I love Jesus but I want to die


Are not words I hear here …



I love Jesus but I want to die:
what you need to know about suicide”


Sarah of “beautifulbeyond” writes words every church should hear – that every church should read.  The full post is here please read it – please hear her words.  

and here is why …

“I remember my colleagues’ faces as my words sunk in. They had never heard what it’s like to be suicidal and they started to understand, at least a little. And I’m reminded how little the church knows about depression and suicide.

We are called to be the light of the world, a refuge for the broken and weary. But if we don’t understand the darkness people endure, it’s much less likely we’ll reach them in it. So here are some things every Christian should know about suicide and depression … “



“In 2013, a Lifeway Research study found that nearly 50% of evangelicals believe that prayer and Bible study alone can conquer serious mental illness. Unfortunately, this mistaken belief prevents people from seeking the help they need.

I know this firsthand. No matter how many times I recited verses, asked for healing, and did all the other things I was supposed to do, I still had an illness. I wasn’t miraculously healed.”



The disease lies. When healing doesn’t come, it’s easy to believe that God has left. And if we’ve been taught that depression and suicidal thoughts are sinful, selfish, or displeasing to God, we may believe he’s right in abandoning us.”



“This is why we need to treat depression and suicide with the same compassion we treat other serious health issues. Kindness and encouragement from other believers are rich and powerful; they prove the presence of God and demonstrate his unshakeable love.”



Sarah writes of hope and healing.  Sarah writes with knowing.  She bares herself with great courage – the courage of love … so that you and I might connect with those who can’t … love better those who desire love and hope … and embrace those the Lord deems us ready to embrace.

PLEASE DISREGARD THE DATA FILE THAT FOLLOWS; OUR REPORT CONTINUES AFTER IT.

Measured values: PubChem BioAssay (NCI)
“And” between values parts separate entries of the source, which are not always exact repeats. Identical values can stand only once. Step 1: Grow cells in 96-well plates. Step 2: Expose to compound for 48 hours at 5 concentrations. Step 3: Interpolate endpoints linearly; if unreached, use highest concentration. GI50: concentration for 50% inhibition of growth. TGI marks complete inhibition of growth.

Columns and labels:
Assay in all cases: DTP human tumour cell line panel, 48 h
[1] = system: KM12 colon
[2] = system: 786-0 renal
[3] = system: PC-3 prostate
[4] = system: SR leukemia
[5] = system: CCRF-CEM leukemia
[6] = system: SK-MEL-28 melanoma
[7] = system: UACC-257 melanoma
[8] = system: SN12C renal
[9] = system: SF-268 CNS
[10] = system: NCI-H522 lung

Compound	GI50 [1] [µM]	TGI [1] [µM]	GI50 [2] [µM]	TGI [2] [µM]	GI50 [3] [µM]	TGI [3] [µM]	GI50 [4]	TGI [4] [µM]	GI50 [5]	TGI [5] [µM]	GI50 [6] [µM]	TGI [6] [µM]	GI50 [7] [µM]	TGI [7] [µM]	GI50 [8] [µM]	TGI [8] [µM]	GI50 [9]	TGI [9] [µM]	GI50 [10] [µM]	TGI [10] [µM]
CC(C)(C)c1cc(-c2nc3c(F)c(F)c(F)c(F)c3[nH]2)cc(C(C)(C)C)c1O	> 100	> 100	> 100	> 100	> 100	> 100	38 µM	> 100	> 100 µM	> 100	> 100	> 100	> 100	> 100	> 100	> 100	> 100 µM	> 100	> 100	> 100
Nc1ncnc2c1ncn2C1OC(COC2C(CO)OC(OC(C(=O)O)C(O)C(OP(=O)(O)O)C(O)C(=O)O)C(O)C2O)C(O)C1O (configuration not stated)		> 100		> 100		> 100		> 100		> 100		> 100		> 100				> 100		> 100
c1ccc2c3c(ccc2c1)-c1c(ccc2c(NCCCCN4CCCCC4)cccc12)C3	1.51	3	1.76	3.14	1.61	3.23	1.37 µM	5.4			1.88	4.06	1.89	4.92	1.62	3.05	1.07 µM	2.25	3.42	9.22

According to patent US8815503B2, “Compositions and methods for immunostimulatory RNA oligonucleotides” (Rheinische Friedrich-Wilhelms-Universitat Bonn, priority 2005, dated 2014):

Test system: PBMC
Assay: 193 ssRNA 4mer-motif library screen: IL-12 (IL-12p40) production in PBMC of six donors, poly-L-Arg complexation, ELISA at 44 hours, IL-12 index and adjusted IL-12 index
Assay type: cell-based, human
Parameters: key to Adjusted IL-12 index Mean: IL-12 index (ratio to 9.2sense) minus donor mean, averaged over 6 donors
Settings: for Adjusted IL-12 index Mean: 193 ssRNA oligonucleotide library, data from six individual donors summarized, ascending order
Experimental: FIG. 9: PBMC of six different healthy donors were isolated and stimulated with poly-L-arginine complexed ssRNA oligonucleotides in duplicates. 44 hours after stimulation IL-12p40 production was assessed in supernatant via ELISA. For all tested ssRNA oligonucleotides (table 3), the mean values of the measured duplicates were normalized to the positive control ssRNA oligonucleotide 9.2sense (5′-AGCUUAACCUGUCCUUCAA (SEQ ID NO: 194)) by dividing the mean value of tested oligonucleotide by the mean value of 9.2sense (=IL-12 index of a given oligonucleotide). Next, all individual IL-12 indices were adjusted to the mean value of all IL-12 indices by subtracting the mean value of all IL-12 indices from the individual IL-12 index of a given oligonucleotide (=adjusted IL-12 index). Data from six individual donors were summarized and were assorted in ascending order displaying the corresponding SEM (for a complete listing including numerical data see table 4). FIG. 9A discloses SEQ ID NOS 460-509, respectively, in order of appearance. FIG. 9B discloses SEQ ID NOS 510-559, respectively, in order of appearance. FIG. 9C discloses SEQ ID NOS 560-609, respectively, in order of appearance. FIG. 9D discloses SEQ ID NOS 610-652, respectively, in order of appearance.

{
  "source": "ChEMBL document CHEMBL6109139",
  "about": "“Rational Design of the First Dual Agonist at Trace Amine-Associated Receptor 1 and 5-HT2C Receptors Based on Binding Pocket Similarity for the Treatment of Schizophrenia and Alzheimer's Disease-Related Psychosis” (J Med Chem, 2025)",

Because Sarah’s reality is this …

We pretend.  We avoid those who make us confront our own pretending.

We need Sarah’s words because we have been taught to pretend.

That we cannot let Him (or ourselves) down.  That in our church no one is “that” depressed … In our church no one would ever be that bad because we would know.

We pretend.  We pretend we would know.  And in the pretending we pass by on the other side never realising we have.



So often, all it takes to save a life is being Jesus to us – being present, being loving, and being light. Christ is “in you, the hope of glory” (Col. 1:27). You don’t need answers or to be able to fix it. You just need to be present, perhaps help set the doctor’s appointment or just listen. Just be aware of those hurting. Just be kind.

Depressed and suicidal people just need you to enter the dark and sit there with us, your love unchanged. You could be his arms to hold us, his hands to feed us, his voice to tell us we’re not alone. Your love and kindness are more powerful than you know.”



Sarah shared this post in an email and closed her email with a PS …

“P.S. This may be the most important thing I’ve ever written – it’s certainly the most honest. It would mean the world to me if you would take a few moments to read and share this article.”

The Lord deemed me ready to embrace Sarah’s words.

I know you are as well.  So why not let Sarah know?

Thank you.




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